Hearing Aids: Making The Right Choice
Hearing aids can improve hearing in both noisy and quiet situations, but a whopping 80% of people who would benefit from a hearing aid aren't using one. Hearing aids amplify sound vibrations and play them through a speaker directly into the ear of the hearing impared person.
According to the National Institute on Deafness and Other Communication Disorders (NIDCD), if you have hearing loss, talk to your doctor about a referral to an audiologist or an otolaryngologist. The audiologist will be able to measure your hearing loss, and the otolaryngologist will check out the cause for the hearing loss.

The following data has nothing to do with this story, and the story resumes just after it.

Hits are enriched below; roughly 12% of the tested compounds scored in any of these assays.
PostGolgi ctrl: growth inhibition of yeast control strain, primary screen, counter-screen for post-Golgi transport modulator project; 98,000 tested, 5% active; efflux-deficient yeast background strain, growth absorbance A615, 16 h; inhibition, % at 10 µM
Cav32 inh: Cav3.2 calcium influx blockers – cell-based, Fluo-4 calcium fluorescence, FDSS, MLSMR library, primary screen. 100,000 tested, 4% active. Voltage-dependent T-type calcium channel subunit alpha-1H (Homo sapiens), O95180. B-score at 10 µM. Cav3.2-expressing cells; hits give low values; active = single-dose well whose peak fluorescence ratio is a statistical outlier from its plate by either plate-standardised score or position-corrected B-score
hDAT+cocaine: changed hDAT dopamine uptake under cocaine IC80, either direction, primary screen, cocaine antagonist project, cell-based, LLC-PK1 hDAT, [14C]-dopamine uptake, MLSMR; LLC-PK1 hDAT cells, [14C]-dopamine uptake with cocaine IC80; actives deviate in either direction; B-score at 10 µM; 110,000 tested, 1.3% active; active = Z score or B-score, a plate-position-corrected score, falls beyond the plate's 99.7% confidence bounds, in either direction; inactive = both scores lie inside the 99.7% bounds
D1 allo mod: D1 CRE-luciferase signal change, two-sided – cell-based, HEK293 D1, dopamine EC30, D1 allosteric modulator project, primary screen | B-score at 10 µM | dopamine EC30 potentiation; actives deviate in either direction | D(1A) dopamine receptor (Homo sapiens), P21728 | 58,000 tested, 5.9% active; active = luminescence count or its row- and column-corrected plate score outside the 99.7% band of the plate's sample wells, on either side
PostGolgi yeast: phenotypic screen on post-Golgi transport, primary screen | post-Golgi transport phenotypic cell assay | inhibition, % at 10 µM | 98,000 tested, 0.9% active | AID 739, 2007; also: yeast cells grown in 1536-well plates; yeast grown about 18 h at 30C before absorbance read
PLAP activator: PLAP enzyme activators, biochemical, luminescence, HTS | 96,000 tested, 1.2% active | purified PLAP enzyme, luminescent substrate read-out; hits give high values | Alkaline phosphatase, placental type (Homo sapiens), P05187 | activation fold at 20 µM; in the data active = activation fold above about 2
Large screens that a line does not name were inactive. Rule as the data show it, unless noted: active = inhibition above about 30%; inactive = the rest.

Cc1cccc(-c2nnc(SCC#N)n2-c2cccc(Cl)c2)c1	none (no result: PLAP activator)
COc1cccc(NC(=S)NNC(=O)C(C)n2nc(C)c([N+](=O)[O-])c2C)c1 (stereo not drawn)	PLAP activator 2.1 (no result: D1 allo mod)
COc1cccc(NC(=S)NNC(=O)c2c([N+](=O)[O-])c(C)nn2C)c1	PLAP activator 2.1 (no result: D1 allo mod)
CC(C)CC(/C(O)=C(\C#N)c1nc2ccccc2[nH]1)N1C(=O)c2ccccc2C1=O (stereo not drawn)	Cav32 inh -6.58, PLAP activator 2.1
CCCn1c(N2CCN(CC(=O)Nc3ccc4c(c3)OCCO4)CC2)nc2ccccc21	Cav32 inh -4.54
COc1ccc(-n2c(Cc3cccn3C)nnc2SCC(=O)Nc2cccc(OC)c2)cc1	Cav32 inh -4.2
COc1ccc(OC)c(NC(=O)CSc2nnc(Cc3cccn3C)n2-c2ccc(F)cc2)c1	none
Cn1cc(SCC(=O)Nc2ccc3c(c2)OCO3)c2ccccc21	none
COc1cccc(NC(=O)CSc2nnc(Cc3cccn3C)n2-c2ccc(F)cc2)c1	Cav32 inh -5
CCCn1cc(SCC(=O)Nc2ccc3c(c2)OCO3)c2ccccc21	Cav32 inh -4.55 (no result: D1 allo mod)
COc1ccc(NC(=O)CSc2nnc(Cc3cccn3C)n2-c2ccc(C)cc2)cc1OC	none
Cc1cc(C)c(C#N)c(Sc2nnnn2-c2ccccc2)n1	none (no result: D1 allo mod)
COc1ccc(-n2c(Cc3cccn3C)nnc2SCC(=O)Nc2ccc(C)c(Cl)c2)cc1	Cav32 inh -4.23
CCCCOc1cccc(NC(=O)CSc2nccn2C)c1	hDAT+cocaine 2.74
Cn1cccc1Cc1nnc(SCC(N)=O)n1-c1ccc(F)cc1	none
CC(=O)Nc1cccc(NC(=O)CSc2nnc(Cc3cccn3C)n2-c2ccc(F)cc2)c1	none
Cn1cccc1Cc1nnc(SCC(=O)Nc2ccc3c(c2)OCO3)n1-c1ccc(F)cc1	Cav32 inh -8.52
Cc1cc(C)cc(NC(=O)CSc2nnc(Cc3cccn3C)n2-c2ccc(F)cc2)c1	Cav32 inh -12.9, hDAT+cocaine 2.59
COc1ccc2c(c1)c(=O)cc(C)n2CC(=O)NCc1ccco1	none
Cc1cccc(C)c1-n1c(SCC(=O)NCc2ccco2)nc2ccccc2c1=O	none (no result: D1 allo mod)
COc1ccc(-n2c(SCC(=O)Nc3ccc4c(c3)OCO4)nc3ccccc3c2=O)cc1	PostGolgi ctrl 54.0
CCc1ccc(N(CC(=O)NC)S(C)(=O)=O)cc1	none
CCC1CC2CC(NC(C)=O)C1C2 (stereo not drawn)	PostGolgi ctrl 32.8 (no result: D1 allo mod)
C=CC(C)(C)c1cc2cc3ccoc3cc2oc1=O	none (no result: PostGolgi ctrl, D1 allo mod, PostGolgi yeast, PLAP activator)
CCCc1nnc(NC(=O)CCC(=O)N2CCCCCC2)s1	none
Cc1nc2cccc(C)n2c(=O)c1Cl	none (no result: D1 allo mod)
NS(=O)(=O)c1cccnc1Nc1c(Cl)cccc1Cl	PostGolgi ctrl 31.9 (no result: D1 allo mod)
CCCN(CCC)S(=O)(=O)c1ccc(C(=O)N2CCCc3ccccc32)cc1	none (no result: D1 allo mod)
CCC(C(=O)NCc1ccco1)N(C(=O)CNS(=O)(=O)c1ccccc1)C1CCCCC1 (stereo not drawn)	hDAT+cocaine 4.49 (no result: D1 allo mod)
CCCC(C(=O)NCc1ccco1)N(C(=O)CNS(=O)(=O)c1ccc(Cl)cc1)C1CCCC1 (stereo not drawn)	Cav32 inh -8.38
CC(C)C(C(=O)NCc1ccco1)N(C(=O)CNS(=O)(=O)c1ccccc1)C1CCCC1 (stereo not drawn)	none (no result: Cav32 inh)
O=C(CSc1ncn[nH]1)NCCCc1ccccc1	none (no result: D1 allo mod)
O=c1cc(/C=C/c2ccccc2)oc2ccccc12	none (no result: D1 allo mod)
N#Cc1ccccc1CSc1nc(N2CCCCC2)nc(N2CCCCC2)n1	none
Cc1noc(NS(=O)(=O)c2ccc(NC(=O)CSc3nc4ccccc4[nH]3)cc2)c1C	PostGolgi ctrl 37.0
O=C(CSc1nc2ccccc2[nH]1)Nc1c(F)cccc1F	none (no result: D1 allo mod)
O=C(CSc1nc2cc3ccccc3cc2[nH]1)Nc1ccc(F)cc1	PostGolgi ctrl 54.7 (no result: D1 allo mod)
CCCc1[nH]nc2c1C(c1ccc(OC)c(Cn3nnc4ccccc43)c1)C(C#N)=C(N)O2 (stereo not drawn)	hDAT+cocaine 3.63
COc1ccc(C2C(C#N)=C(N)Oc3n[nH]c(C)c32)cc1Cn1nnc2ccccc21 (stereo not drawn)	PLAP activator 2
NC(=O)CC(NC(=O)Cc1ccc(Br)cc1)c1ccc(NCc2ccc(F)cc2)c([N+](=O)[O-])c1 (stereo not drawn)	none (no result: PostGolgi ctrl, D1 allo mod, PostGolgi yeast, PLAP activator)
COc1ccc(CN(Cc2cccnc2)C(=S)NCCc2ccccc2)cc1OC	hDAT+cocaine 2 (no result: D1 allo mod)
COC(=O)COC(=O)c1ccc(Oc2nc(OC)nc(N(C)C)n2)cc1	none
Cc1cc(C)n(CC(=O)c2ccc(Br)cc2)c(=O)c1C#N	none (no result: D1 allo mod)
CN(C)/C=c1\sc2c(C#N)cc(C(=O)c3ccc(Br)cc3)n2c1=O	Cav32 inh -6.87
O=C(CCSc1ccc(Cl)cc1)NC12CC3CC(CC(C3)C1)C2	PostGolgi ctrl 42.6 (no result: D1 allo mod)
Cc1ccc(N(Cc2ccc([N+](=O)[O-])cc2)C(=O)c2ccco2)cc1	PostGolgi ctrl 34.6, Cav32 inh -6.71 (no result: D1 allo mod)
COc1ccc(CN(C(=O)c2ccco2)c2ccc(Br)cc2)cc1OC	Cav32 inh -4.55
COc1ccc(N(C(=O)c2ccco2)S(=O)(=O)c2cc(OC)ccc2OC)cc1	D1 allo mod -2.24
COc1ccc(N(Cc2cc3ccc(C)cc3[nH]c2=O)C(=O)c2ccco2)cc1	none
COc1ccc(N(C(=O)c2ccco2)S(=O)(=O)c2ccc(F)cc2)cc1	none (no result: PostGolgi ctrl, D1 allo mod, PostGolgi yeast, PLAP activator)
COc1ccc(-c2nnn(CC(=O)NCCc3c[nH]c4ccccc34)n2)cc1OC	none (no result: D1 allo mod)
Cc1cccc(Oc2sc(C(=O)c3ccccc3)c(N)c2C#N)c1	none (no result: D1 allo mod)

There are three basic types of hearing aids: behind-the-ear (BTE), in-the-ear (ITE), and in-the-canal (ITC). If it turns out a hearing aid is right for you, the type of hearing aid you get will be determined by the severity of your hearing loss, cost of the device, and your age.
If you have mild hearing loss, an ITC hearing aid might be right for you. This type of aid fits into the ear canal entirely, and is nearly hidden. ITCs are not ideal for children or those with severe hearing loss because they are difficult to adjust and remove, and their power and volume controls are more limited.